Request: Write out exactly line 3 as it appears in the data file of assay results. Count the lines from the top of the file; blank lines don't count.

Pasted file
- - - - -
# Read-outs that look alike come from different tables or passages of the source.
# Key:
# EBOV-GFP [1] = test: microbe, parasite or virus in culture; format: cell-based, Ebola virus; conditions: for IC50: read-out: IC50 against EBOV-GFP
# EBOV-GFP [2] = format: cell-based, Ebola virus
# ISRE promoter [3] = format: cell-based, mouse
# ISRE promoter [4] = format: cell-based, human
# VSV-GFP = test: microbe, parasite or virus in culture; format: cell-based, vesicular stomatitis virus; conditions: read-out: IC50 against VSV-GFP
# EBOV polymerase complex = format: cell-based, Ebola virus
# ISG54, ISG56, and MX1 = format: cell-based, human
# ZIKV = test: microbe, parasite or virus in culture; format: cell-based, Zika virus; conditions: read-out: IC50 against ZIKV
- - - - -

# EBOV-GFP [1] = test: microbe, parasite or virus in culture; format: cell-based, Ebola virus; conditions: for IC50: read-out: IC50 against EBOV-GFP